Somebody call Mulder and Scully, because there's a lot of conspiracy theories floating around the NHL these days.
I've even got one of my own, but we'll get to that later.
The most prominent grassy knoll these days can be found in Vancouver, where more than a few disillusioned Canucks fans are still up in arms over the decision out of the NHL's war room in Toronto to disallow a goal from Daniel Sedin in the Canucks' 4-2 loss to the Kings in Game 3.
Oh, the humanity.
Conspiracy Theory No. 1: The decision was made by Mike Murphy, the league's vice-president of hockey operations, who -- as ably underlined by the CBC -- is a "former Kings player and coach."
Conspiracy Theory No. 2: NHL commissioner Gary Bettman is desperate for Sunbelt markets such as Los Angeles and Phoenix to survive, and in both cases, lengthy playoff runs would be manna from hockey heaven. Especially since, you know, the NHL owns the Coyotes.
Naturally, Bettman lambasted both tenuous choo-choo trains of thought.
"I think it's absurd," Bettman told the Los Angeles Times, when asked specifically about Murphy's previous tenure with the Kings. "First of all, anybody who works for the league office in hockey operations had to work for some club. Secondly, most people who weren't working for clubs anymore probably got fired. And third, it seems to be a subtle jab at integrity, which is unfounded and inappropriate."
A rigged game involving Sunbelt teams, as posited in a recent column in the august pages of the The Globe and Mail?
"And what's that based on, other than utter gibberish?" the commish spat. "The conspiracy theories are absurd. If that were the case, why has it taken eight years for the Kings to be in the playoffs? Why have the Panthers not been in the playoffs for 10 years? I don't think it's appropriate to dignify unfounded accusations."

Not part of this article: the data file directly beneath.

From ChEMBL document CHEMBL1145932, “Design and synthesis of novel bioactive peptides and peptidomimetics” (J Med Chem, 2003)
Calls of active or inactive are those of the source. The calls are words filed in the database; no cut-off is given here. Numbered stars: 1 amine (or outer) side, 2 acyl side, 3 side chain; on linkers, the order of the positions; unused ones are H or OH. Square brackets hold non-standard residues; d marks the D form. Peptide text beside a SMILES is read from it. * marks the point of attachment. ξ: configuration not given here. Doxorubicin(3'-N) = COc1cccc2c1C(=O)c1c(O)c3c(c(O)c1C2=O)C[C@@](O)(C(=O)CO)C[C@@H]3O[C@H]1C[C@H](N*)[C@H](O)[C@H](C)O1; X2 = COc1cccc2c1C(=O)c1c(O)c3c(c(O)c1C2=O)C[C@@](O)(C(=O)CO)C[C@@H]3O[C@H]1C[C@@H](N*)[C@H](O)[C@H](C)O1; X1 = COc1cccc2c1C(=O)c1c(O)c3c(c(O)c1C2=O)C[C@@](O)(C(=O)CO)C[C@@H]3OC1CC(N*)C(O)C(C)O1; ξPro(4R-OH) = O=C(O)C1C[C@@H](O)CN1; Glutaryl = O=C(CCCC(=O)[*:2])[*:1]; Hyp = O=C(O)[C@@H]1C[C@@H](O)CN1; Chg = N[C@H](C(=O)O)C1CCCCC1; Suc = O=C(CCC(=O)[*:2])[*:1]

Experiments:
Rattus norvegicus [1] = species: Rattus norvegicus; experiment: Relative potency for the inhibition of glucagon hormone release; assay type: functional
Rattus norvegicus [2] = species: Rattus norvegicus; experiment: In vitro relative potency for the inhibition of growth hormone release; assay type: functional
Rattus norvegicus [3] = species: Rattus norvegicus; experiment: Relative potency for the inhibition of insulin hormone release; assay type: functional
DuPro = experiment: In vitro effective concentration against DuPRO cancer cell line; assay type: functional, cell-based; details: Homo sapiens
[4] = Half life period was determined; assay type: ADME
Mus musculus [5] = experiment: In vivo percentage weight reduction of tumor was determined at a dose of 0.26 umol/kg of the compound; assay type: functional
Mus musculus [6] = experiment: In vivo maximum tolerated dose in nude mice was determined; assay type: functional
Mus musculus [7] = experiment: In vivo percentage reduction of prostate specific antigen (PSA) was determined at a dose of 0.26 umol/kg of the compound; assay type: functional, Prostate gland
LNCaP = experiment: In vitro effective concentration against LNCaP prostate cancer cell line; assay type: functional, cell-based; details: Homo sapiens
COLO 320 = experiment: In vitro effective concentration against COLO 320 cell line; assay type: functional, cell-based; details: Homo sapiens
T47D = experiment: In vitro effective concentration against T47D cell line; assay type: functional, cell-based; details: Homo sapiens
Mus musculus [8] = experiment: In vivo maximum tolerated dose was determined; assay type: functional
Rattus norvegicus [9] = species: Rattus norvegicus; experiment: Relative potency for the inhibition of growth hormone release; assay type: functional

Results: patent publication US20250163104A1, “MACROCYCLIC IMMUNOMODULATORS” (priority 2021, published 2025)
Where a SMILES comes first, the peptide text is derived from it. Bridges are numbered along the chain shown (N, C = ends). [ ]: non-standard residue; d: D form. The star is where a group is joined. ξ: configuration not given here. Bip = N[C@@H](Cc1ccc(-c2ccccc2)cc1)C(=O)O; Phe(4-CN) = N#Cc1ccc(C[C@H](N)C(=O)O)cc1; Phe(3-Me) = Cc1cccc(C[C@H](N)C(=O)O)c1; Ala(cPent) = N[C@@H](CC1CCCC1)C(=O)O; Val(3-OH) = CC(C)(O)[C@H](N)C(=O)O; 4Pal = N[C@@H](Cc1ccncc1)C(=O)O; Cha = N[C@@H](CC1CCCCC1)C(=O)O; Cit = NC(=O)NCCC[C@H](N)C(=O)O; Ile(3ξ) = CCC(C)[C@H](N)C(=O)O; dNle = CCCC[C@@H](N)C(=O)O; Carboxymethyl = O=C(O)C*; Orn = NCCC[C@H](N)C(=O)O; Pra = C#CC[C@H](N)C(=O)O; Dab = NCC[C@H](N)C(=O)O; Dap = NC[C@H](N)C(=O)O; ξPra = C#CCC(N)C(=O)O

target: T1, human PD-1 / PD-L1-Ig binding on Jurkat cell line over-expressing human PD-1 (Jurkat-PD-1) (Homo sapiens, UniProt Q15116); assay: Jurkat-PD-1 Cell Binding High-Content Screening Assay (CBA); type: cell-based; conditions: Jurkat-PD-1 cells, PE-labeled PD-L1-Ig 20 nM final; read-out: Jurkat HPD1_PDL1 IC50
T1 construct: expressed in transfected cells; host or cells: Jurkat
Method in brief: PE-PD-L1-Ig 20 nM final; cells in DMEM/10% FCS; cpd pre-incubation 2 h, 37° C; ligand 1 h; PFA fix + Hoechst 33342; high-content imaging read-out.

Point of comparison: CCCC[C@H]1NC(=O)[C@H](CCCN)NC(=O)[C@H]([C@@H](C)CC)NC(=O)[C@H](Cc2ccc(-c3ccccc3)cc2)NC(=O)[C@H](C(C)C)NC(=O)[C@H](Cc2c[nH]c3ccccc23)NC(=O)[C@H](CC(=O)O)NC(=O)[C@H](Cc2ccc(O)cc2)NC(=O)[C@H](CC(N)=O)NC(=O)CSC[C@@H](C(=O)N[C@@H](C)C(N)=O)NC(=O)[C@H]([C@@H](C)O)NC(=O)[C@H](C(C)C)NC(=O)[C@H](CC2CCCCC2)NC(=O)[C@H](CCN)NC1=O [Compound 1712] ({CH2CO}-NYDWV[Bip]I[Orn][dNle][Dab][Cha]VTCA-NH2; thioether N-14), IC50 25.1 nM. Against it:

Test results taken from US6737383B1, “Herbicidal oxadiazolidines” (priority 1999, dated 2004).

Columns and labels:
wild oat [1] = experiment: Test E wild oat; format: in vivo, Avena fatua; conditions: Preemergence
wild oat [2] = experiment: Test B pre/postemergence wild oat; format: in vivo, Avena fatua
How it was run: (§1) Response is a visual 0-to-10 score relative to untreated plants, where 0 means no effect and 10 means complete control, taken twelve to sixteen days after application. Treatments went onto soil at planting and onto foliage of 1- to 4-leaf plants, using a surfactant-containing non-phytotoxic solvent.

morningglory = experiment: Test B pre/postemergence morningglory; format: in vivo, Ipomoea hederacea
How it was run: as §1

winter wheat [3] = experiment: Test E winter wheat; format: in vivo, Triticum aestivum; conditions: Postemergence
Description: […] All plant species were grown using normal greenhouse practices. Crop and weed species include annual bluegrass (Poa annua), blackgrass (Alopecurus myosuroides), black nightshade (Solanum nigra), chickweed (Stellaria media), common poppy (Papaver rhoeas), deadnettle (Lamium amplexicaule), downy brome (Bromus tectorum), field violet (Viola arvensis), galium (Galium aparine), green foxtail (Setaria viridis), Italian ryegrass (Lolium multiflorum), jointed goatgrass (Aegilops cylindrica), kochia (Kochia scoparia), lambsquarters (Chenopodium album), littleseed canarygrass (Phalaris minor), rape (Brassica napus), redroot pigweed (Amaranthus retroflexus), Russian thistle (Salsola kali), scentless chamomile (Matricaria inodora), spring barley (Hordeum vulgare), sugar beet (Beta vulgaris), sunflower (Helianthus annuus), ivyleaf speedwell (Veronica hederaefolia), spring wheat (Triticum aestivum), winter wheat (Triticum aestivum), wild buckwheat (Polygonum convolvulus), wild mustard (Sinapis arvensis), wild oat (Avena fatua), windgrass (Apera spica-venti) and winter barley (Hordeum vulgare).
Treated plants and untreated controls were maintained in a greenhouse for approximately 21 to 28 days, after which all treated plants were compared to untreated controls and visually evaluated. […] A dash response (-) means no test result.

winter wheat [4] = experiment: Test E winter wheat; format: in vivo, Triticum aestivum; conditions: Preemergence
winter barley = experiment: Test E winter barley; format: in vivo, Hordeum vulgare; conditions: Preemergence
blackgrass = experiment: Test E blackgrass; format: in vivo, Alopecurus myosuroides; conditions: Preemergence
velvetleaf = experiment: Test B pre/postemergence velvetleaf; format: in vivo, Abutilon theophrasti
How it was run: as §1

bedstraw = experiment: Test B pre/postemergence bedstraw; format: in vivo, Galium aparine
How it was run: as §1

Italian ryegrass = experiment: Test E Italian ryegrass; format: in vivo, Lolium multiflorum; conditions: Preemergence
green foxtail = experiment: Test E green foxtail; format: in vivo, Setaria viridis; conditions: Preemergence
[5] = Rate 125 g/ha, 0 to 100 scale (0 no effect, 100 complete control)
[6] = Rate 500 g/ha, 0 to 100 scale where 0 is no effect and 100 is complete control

No, but it is rather fun. And as pointed out by the Globe, if the league has so blatantly catered to Sunbelt teams over the last decade, don't be surprised if folks in the Great White North go a little Oliver Stone sometimes.
Which brings us to my own conspiracy theory, which begins with a caution. What you're about to read could be completely absurd, to use Bettman's language. It might even be a little rash and certainly unverifiable.
It goes like this: Not a peep has been heard out of Arizona since city councillors agreed to a memorandum of understanding to reach a lease agreement with Jerry Reinsdorf (a.k.a. the NHL). In fact, there's no evidence that there's any negotiations going on at all, and the deal on the table is asking for $47 million a year ($165 million in total) in funding through a shady-looking tax grab on local businesses and bond sales.
So two things are happening. Either Glendale city council will bend over and sign the lease, which will almost certainly be challenged in court by a watchdog group called the Goldwater Institute.
This would also be a complete reversal of public statements made by Glendale politicians for more than a year vowing not to use public funding to prop up the failing business.
Or, and this is the conspiracy part, the "negotiations" are little more than an elaborate sham, not unlike the endless three-card monte routine that has been the Coyotes operation ever since the team was taken into bankruptcy court by former owner Jerry Moyes. First, Reinsdorf is in, then he's out, then Ice Edge is in, then they're out and Reinsdorf is in. Now where's the ace of spades?
Meanwhile, let's say there's some truth to the Phoenix Business Journal's report a month ago that the NHL had contacted True North representatives in Winnipeg about being Plan C.
Now excuse me while I adjust my tinfoil hat... There, that's better.
By now, the players involved -- lawyers for the NHL, Reinsdorf and the City of Glendale -- must know exactly where any negotiations are headed behind the scenes. Or where they're not headed. In essence, Bettman probably has a good idea if the Coyotes are moving or staying. He must, because the stakes are too high not to know and the league is running out of time.
So the longer the whole issue remains unresolved and eerily silent, you have to ask yourself if the negotiations are a front while the Coyotes remain in the NHL playoffs. I mean, how damaging would it be for the Coyotes if, say, prior to Game 7 against Detroit, a report comes out that Glendale council has balked at Reinsdorf's lease proposal, putting the team's future in jeopardy? Again.
Bettman might consider all this idle thought gibberish, too. He may even be right. Who knows?
The truth is out there.